Evolution of a Client's Application: Symfony and Cloud Integration

In the landscape of software development, staying current with technology stacks is essential. My recent project involved modernizing a legacy application from an older Symfony version to Symfony 7. I also implemented a deployment pipeline to facilitate Continuous Delivery as part of the transition to the AWS cloud environment.

The Symfony upgrade

Upgrading to Symfony 7 was a relatively smooth process, though it required some effort.

I made several key changes to the application to transition it to the cloud:

  • I transitioned the storage of assets and image uploads to an external service, specifically Amazon S3.
  • I configured the application for full containerization, setting up distinct containers for the web server, application server, and worker to ensure modularity and scalability.
  • To enhance efficiency, I established a containerized proxy that manages the media flow from the storage system to the web, incorporating dynamic image resizing and caching functionalities.

Cloud migration to AWS

Platform selection

Upon reviewing both the requirements and the budget, I selected AWS LightSail as the hosting solution. AWS provides cost-effective instances that include a substantial amount of bandwidth, which suited our needs. Additionally, LightSail offers a managed database service.

Currently, combining EC2 with RDS or using Elastic Beanstalk doesn't present any notable benefits compared to LightSail for our purposes. While ECS does have its merits, the increased cost doesn't justify the switch at this stage. Transitioning from LightSail to EC2 would be uncomplicated, and moving to ECS could be done with relative ease, especially given the deployment pipelines already established for this project.

Continuous delivery with deployment pipelines

The highlight of this project was developing the deployment pipelines using AWS CodePipeline.

The strategy for the deployment pipeline involved crafting Docker images that are self-sufficient and deployable to any target equipped with an orchestration service. This setup is designed to be compatible with various systems, whether it's Docker Compose, Docker Stack, external servers, ECS, Kubernetes, or similar environments.

I developed two separate pipelines: the first for creating base images, which ensure uniformity and repeatability across development, testing, and production stages; the second pipeline was for assembling the application,resulting in a completely self-contained runnable image.

Deployment stage
Although the images are already fit to deploy on ECS directly, the purpose was to deploy them on external (LightSail) servers.

For this, we created a lambda function that is executed in the deploy stage, which triggers a 'deploy' for docker stack running on the deployment target.

Configuration management

An AWS feature I've started using recently is the Parameter Store, part of AWS Systems Manager. Essentially, it's a service that stores key-value pairs and encrypted secrets.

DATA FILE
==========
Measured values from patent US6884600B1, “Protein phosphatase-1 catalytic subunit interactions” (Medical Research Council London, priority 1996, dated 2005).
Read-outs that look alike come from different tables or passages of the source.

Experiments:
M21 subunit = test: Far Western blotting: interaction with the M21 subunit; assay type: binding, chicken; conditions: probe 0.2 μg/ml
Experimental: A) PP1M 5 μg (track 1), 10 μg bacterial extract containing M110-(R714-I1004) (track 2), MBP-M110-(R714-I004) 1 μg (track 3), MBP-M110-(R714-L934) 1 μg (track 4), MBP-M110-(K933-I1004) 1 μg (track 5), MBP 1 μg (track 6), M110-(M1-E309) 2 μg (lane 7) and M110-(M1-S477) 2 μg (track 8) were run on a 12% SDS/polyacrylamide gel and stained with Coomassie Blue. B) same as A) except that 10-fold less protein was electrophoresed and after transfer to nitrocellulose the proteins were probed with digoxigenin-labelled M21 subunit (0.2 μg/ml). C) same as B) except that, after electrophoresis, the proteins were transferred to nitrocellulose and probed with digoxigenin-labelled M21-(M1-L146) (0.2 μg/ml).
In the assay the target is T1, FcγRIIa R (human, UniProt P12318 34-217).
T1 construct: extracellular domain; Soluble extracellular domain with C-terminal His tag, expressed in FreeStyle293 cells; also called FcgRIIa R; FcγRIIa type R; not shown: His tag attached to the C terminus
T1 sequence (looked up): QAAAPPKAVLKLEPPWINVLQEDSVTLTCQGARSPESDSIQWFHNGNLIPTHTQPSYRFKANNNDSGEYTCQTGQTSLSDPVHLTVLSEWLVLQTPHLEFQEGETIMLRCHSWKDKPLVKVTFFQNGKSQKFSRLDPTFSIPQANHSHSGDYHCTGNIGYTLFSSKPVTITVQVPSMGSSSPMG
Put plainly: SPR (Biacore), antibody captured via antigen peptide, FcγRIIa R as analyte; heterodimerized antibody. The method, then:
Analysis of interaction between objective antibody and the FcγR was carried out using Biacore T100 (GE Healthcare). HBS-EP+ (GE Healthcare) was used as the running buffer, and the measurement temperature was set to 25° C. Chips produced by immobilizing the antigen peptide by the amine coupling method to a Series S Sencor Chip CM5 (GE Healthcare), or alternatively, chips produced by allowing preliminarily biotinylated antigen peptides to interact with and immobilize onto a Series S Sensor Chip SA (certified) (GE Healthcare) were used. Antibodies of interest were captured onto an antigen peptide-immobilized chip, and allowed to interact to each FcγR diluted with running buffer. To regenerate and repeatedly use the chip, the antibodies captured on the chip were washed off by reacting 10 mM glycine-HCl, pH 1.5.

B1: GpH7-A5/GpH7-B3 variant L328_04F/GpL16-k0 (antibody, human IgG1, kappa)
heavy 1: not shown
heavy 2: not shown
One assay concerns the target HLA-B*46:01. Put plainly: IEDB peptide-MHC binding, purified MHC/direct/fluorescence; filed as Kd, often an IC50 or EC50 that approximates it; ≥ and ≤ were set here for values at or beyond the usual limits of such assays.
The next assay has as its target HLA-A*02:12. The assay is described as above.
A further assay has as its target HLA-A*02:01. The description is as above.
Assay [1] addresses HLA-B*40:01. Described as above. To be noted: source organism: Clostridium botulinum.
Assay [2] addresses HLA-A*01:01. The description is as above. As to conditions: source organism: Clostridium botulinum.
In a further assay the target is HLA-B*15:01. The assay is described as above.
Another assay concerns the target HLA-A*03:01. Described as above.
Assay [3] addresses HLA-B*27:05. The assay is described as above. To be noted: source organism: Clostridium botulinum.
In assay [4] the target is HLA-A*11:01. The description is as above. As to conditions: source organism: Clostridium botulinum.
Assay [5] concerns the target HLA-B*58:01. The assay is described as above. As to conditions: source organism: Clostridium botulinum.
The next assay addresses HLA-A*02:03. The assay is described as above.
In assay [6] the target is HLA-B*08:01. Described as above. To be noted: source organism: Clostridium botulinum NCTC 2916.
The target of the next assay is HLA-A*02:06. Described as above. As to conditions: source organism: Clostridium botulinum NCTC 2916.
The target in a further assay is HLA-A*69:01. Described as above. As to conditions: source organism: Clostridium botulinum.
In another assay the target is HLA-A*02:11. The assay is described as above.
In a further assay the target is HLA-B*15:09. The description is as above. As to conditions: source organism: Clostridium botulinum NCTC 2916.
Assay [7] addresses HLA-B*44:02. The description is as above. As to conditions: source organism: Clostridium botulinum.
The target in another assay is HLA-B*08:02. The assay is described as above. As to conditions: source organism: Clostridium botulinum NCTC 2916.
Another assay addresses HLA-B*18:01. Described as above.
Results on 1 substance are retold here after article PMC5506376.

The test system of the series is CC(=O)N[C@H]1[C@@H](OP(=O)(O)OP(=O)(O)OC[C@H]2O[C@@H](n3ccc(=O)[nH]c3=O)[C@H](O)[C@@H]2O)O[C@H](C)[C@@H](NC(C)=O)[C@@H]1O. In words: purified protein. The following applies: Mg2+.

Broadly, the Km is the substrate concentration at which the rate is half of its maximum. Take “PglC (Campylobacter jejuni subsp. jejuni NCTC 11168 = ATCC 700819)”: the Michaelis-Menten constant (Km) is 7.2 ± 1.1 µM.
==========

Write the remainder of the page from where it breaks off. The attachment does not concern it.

From what I've learned in my AWS DevOps training, the Parameter Store is ideal for centralizing application configurations. It also keeps track of Docker images, both the base and currently deployed ones, as well as AMI images.

In this project, the Parameter Store proved invaluable:

  • I used it to store the version number of the base Docker image during the build process, which avoids hardcoding and simplifies rollbacks.
  • The build process for the application retrieves necessary details from the Parameter Store, including the base image version and various application configuration parameters.
  • A lightweight 'agent' application on the deployment target consults the Parameter Store to determine which images to deploy and to pull additional application and deployment configurations.

In essence, the Parameter Store acts as a single repository for the deployed versions of application components, credentials for the deployment platform, and environment configuration files.

CDN Gateway
I also integrated a 'cdn gateway' into LightSail, enhancing a legacy service primarily used for image resizing.

This setup changes how assets are delivered. Rather than serving directly from S3 or through S3 combined with CloudFlare or CloudFront, the gateway intermediates the delivery.

The CDN gateway functions as a forward proxy and introduces several enhancements:

  • SSL termination
  • Utilizes Nginx for caching, optimizing content delivery.
  • Employs Nginx for on-demand image resizing, or other middleware if needed.
  • Implements rate limiting to manage resizing operations and prevent overloading.
  • Directs content to various storage locations based on predefined rules.

Essentially, this gateway separates asset delivery and resizing from the main application and storage system, managing resource load and preventing system stress at multiple points.

This post outlines the strategies and thought processes behind my DevOps projects. It reflects my dedication to adopting best practices in DevOps and staying aligned with the latest technological advancements.

Post date: December, 2023


  • AWS CodePipeline
  • AWS Lambda
  • GitLab CI
  • Docker multiplatform build
  • Docker stack/swarm
  • Nginx
  • Symfony